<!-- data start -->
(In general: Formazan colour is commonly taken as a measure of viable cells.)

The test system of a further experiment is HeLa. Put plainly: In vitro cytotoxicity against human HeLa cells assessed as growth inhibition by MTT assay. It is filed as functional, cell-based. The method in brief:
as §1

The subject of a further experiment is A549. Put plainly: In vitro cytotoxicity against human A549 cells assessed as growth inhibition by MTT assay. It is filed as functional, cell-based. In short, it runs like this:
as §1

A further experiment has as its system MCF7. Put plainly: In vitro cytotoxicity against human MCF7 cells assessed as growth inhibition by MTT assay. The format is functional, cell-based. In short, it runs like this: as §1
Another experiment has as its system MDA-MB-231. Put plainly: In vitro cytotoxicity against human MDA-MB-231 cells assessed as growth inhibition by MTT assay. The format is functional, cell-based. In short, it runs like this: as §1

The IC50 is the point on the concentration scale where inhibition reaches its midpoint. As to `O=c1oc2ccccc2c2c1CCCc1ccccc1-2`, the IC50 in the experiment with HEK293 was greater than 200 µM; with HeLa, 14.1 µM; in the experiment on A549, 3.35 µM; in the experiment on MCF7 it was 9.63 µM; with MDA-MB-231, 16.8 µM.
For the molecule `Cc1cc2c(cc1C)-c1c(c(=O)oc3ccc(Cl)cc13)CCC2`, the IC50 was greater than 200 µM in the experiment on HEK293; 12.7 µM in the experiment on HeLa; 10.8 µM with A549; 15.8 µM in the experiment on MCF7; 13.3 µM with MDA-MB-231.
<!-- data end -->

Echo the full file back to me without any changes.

(In general: Formazan colour is commonly taken as a measure of viable cells.)

The test system of a further experiment is HeLa. Put plainly: In vitro cytotoxicity against human HeLa cells assessed as growth inhibition by MTT assay. It is filed as functional, cell-based. The method in brief:
as §1

The subject of a further experiment is A549. Put plainly: In vitro cytotoxicity against human A549 cells assessed as growth inhibition by MTT assay. It is filed as functional, cell-based. In short, it runs like this:
as §1

A further experiment has as its system MCF7. Put plainly: In vitro cytotoxicity against human MCF7 cells assessed as growth inhibition by MTT assay. The format is functional, cell-based. In short, it runs like this: as §1
Another experiment has as its system MDA-MB-231. Put plainly: In vitro cytotoxicity against human MDA-MB-231 cells assessed as growth inhibition by MTT assay. The format is functional, cell-based. In short, it runs like this: as §1

The IC50 is the point on the concentration scale where inhibition reaches its midpoint. As to `O=c1oc2ccccc2c2c1CCCc1ccccc1-2`, the IC50 in the experiment with HEK293 was greater than 200 µM; with HeLa, 14.1 µM; in the experiment on A549, 3.35 µM; in the experiment on MCF7 it was 9.63 µM; with MDA-MB-231, 16.8 µM.
For the molecule `Cc1cc2c(cc1C)-c1c(c(=O)oc3ccc(Cl)cc13)CCC2`, the IC50 was greater than 200 µM in the experiment on HEK293; 12.7 µM in the experiment on HeLa; 10.8 µM with A549; 15.8 µM in the experiment on MCF7; 13.3 µM with MDA-MB-231.